An Iraqi Kurdish woman prepares Syrian coffee in a shop at the central bazaar of Arbil. AFP
At first, no one in the Iraqi Kurdish capital Arbil would drink the bitter coffee at Syrian refugee Abdussamad Abdulqadir's cafe. But now it's a hit, part of a growing cultural exchange.
Since conflict broke out in Syria in 2011, many ethnic Kurds living in the country's northeast fled across the border to Iraq's autonomous Kurdish region.
Despite their similar ethnic origins, the two communities speak distinct dialects and have different cultural habits, but in recent years they have traded customs.
When Abdulqadir fled his northeast Syrian hometown of Qamishli six years ago, he settled in Arbil and opened a cafe in its bustling market.
During his opening week, he sent free cups of coffee to neighbouring shopkeepers to win new customers, but they complained it was undrinkably bitter.
"Business was bad," the 45-year-old said, saying Iraqi Kurds typically prefer instant coffee or tea so sugary it resembles syrup.
With persistence and charm, Abdulqadir first converted his neighbours to drinking coffee with sugar — then, eventually, to the original bitter drink.
Syrian refugees have proved the historical argument that host cultures become more vibrant and enjoyable when mixed with different traditions and norms.
He now has so much business that he opened a second quaint cafe in the market.
"Now I sell between 200 and 300 cups of coffee every day and 90 percent of my customers are Iraqi Kurds who drink the coffee without sugar," he said proudly.
The changes go beyond caffeine, with restaurants adopting Syrian food, architects fusing Iraqi and Syrian styles and even musical and linguistic exchanges.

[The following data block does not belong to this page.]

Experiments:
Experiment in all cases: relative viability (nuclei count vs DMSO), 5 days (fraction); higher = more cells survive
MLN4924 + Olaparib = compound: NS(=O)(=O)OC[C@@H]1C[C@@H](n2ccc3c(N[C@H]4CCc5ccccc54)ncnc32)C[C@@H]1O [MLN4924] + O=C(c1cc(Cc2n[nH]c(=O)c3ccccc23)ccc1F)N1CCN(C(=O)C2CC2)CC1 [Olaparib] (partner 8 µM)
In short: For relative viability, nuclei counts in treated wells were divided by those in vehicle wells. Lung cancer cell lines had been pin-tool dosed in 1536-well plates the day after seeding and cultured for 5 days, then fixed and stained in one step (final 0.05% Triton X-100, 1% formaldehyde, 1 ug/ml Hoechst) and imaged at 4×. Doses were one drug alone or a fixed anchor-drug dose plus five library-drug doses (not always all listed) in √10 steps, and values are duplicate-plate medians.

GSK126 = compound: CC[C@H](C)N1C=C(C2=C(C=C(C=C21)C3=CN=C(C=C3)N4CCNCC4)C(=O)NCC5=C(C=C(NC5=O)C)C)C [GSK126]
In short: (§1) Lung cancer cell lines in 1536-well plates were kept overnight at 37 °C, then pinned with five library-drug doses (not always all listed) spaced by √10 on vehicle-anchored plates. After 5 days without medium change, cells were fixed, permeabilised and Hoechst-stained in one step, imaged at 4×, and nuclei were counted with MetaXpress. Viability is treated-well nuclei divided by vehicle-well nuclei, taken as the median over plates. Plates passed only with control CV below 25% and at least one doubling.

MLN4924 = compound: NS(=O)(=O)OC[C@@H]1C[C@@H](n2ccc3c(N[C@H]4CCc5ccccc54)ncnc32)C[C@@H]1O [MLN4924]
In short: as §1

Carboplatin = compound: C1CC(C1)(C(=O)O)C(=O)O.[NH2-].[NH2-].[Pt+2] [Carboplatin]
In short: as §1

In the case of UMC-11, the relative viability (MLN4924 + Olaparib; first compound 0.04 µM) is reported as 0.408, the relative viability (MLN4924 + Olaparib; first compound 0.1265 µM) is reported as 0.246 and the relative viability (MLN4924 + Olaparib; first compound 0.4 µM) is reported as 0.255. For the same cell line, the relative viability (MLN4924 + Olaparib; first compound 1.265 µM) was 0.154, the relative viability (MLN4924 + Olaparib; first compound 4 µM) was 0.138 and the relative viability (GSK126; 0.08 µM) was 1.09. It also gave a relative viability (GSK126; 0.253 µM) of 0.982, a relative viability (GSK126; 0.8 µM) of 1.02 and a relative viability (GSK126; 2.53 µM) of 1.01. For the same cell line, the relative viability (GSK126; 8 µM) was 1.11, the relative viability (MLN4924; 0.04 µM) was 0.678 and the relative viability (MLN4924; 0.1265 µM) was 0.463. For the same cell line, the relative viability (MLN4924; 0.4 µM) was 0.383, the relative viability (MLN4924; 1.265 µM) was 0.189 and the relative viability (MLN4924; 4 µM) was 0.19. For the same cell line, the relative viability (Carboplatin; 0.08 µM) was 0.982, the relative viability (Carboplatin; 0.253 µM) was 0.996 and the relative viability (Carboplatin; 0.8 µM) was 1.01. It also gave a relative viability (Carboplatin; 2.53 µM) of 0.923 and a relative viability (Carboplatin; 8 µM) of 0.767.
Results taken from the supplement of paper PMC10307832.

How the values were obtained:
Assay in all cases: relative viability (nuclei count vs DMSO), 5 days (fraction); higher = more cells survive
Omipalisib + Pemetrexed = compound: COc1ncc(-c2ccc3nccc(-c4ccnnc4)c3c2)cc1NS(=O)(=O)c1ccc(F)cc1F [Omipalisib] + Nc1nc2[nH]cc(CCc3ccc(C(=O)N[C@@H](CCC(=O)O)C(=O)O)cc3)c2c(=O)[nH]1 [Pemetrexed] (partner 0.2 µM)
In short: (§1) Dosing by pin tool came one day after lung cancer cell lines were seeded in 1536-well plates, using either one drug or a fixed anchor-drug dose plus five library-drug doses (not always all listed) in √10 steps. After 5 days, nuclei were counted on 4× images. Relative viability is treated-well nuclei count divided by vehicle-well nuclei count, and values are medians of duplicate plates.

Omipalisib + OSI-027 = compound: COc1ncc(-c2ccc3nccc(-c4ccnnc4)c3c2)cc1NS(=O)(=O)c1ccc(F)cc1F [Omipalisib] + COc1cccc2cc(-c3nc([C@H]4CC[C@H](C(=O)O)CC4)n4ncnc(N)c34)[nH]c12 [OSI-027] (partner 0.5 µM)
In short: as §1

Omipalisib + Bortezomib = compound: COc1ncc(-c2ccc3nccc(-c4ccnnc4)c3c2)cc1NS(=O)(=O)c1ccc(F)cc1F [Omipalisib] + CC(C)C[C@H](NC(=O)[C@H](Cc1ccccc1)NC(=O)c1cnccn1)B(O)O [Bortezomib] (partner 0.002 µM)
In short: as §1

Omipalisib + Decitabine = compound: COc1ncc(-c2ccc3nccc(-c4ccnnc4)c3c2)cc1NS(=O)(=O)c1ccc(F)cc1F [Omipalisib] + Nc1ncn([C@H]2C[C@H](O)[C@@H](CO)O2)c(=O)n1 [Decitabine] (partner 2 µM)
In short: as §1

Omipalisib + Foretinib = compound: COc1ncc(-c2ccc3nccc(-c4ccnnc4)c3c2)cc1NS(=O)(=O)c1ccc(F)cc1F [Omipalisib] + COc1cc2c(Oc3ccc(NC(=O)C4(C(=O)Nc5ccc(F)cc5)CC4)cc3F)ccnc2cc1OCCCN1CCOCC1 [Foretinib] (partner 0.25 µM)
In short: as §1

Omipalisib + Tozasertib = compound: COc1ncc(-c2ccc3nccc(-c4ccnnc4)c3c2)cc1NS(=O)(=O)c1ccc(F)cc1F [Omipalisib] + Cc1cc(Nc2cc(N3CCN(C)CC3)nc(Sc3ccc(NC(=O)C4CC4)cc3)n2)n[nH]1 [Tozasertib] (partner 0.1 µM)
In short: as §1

Jumana Turki, who has lived with her Syrian Kurdish husband in Arbil since 2014, said it used to surprise her how few women she would see in public in Arbil after dark.
But now women — Syrian and Iraqi Kurds — are shopping and even working in markets and shopping malls until late.
"This was the impact of Syrian refugees because in Syria, it was normal for women to work in markets and be out at night," said Turki, who holds a master degree in sociology.
Around the world, communities faced with an influx of newcomers often react with xenophobia, because of an instinctive fear that change would mar the host culture.
Kurds in northern Iraq have carved out an autonomous enclave where they speak the Sorani Kurdish dialect, have their own television channels and government bodies.
Around 300,000 Syrian refugees — most of them Kurds — now live in Iraqi Kurdistan, with the threat of a Turkish offensive last year pushing thousands into displacement camps in the north.
"Syrian refugees have proved the historical argument that host cultures become more vibrant and enjoyable when mixed with different traditions and norms," Ahmed said.
Integration is a two-way street, said Hussein Dewani, a Syrian musician and schoolteacher in Arbil since 2012.
"Iraqi Kurds helped us revive our Kurdish language since they speak a more pure Kurdish than Syrian Kurds, whose dialect was banned in Syria," Dewani said.
Syria's government had long prohibited Kurds from speaking their language or celebrating their festivals and had even refused Syrian nationality for the community, worried they would threaten the state with calls for independence.
But in Iraqi Kurdistan, radio channels, government statements and street signs are mostly in Kurdish.
Dewani, also from Qamishli, has decorated his Arbil apartment with musical instruments including guitars and the daf, a frame drum.
He learned to play the daf in his new hometown, which he said hosts some of the best drum musicians and instructors.
Empathy and shared norms have blossomed in recent years, said Rodi Hassan, a Syrian physician working in Iraqi Kurdistan.
Hassan arrived in Iraqi Kurdistan in 2008, three years before Syria's uprising began, to study medicine.
"When I arrived, we had very little information about each other, and it was all stereotypes."
"But now it is completely different. There is a strong empathy, friendship and intermarriage between us," he said.
'There is a constant need to go beyond standard human rights principles to improve and promote humanitarian work, and encourage the community to get more involved.'
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